Enterprise Release Management Best Practices

Micro Focus Frequent Contributor
Micro Focus Frequent Contributor
0 0 637
0 Likes

Enterprise release management is a set of processes that oversees the planning, designing, scheduling, and delivery of software across multiple departments. Releasing software into production requires money, technology infrastructure, C-level support, employee buy-in, a highly skilled team, and continuous nurturing. Enterprise release management best practices protects the investment of time and money that goes into producing a new release that delivers the services the business needs, protects existing functions, and meets the expectations of end users.  

Release management begins with a request for new features or changes to the existing application. The request is reviewed and, once approved, planning and design begins. The release is then built, reviewed, updated, and tested until it deemed a viable release candidate.  It is then deployed to production and made available for end users. After it goes live, the support team becomes responsible for collecting information on bugs and other application problems.  If an issue is found that triggers a request for change, the entire release management cycle starts again. Here is a more in-depth answer to the question, "What is release management?"

Software release management doesn’t have to be a dreaded, stressful, arduous, conflict-ridden endeavor. By applying enterprise release management best practices, you can take the chaos, confusion, uncertainty, and errors out of the process. Here’s a look at these practices and why they are important for every organization.

Designate a Release Management Leader

 Release management is invariably a team effort. However, it cannot be effective without a clear leader who is perceived as honest, credible, and a good listener.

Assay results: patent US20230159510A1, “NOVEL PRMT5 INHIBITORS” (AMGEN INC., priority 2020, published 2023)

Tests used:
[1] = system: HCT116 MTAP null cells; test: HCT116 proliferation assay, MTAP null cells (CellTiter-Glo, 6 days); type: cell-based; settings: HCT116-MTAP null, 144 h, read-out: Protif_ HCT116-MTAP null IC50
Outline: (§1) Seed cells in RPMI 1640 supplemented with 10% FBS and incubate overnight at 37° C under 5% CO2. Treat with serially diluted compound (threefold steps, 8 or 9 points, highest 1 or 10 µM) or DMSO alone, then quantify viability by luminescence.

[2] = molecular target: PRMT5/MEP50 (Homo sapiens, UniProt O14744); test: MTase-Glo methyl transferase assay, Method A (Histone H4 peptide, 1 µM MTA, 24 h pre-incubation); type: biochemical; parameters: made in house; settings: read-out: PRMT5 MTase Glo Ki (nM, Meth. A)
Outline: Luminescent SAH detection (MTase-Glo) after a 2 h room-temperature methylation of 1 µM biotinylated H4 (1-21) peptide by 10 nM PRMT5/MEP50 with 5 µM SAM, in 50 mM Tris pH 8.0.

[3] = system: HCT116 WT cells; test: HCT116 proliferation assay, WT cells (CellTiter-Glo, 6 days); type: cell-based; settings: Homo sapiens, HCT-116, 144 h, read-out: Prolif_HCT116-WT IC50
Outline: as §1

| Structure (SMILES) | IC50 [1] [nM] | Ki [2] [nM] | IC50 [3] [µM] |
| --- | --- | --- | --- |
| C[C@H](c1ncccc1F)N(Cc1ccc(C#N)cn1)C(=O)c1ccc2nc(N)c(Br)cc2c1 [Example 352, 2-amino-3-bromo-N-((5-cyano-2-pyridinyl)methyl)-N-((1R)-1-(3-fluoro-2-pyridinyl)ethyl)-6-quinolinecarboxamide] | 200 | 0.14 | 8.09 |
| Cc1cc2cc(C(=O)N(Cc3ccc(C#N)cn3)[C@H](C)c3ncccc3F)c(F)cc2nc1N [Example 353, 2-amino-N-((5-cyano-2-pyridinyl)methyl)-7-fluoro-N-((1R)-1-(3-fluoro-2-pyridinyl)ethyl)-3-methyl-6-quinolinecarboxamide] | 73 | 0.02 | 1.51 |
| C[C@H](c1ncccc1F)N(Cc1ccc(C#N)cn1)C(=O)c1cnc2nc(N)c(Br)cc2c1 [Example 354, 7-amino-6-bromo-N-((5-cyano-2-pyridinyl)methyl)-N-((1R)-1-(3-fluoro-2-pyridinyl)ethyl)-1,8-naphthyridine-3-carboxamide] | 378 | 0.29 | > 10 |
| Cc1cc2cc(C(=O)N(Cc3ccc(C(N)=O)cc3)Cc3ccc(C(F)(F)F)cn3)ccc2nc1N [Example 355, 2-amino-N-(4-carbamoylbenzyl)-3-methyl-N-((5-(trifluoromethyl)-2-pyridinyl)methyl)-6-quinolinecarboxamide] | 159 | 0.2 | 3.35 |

The release management process itself often brings development and operations teams into conflict. If a release management leader reports solely to the development team, he or she may tend to be overly optimistic and authorize deployment into production too fast which could compromise application quality and stability. On the other hand, if the release leader comes from an operations perspective, he or she may be too pessimistic, insist on excessive testing, and slow down delivery.

Enterprise release management best practices commonly place the release management leader as an interface between development and operations.

enterprise release management chart.jpg

 
Examine the Existing Release Management Process 

Every organization has some form of release management process in place. You cannot start to fix your release management process if you don’t know what the current process looks like and where it’s broken. Evaluate the existing process and together with the relevant teams and individuals develop a detailed picture of how things currently work.

Perhaps it’s taking too long for builds to be deployed once they are completed. Perhaps testing is unnecessarily delayed and test environments are poorly managed or absent. Maybe commitment and morale are low. Some of the bottlenecks and shortcomings will quickly become apparent, but others will call for a deeper investigation.  Find the constraints in the current system and optimize according to business priority.

Create a Regular Cycle for Releases

Inconsistency in releasing software is often the number one problem impacting enterprise release management. Best practices require that the process be predictable and repeatable. Increasing frequency will improve both the quality and consistency of your releases.

Having a clear release cycle has several benefits. First, it forces discussion and action on the testing needed before deployment into production. Second, it gives project owners, application end users, and IT operations staff advance warning on when they can expect a new release enabling them to be better prepared and giving them the opportunity to provide input on functionality they would like included.  Third, it establishes a routine that everyone in the organization can align themselves with. Fourth, it gives all stakeholders the confidence that the release management team can be trusted to deliver.